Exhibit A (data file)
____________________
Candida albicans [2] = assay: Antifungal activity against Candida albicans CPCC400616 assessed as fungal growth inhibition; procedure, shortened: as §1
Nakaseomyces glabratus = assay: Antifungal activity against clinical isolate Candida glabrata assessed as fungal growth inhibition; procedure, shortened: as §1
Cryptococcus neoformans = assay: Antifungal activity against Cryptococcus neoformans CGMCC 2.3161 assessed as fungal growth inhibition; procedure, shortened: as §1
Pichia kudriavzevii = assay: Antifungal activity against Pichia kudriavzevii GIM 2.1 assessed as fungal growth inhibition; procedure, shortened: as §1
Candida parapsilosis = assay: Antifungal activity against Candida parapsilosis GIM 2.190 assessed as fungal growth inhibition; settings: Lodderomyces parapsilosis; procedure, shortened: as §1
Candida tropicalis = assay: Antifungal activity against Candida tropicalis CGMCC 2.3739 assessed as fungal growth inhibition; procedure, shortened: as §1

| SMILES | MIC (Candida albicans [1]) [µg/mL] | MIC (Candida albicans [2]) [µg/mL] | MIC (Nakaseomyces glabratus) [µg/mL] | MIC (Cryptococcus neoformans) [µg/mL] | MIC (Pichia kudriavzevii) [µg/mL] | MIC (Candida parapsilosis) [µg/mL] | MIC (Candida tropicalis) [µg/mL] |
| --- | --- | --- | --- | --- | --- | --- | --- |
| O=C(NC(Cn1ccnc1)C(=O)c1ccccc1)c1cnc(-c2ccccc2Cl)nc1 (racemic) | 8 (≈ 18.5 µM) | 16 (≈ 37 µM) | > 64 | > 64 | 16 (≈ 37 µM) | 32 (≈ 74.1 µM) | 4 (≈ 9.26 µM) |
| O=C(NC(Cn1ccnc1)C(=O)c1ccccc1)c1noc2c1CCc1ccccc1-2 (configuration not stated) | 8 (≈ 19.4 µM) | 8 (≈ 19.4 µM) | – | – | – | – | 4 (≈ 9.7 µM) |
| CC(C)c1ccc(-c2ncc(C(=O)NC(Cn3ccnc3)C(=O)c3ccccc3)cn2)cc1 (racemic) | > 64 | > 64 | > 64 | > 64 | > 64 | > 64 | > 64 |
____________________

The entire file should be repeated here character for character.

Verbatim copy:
Candida albicans [2] = assay: Antifungal activity against Candida albicans CPCC400616 assessed as fungal growth inhibition; procedure, shortened: as §1
Nakaseomyces glabratus = assay: Antifungal activity against clinical isolate Candida glabrata assessed as fungal growth inhibition; procedure, shortened: as §1
Cryptococcus neoformans = assay: Antifungal activity against Cryptococcus neoformans CGMCC 2.3161 assessed as fungal growth inhibition; procedure, shortened: as §1
Pichia kudriavzevii = assay: Antifungal activity against Pichia kudriavzevii GIM 2.1 assessed as fungal growth inhibition; procedure, shortened: as §1
Candida parapsilosis = assay: Antifungal activity against Candida parapsilosis GIM 2.190 assessed as fungal growth inhibition; settings: Lodderomyces parapsilosis; procedure, shortened: as §1
Candida tropicalis = assay: Antifungal activity against Candida tropicalis CGMCC 2.3739 assessed as fungal growth inhibition; procedure, shortened: as §1

| SMILES | MIC (Candida albicans [1]) [µg/mL] | MIC (Candida albicans [2]) [µg/mL] | MIC (Nakaseomyces glabratus) [µg/mL] | MIC (Cryptococcus neoformans) [µg/mL] | MIC (Pichia kudriavzevii) [µg/mL] | MIC (Candida parapsilosis) [µg/mL] | MIC (Candida tropicalis) [µg/mL] |
| --- | --- | --- | --- | --- | --- | --- | --- |
| O=C(NC(Cn1ccnc1)C(=O)c1ccccc1)c1cnc(-c2ccccc2Cl)nc1 (racemic) | 8 (≈ 18.5 µM) | 16 (≈ 37 µM) | > 64 | > 64 | 16 (≈ 37 µM) | 32 (≈ 74.1 µM) | 4 (≈ 9.26 µM) |
| O=C(NC(Cn1ccnc1)C(=O)c1ccccc1)c1noc2c1CCc1ccccc1-2 (configuration not stated) | 8 (≈ 19.4 µM) | 8 (≈ 19.4 µM) | – | – | – | – | 4 (≈ 9.7 µM) |
| CC(C)c1ccc(-c2ncc(C(=O)NC(Cn3ccnc3)C(=O)c3ccccc3)cn2)cc1 (racemic) | > 64 | > 64 | > 64 | > 64 | > 64 | > 64 | > 64 |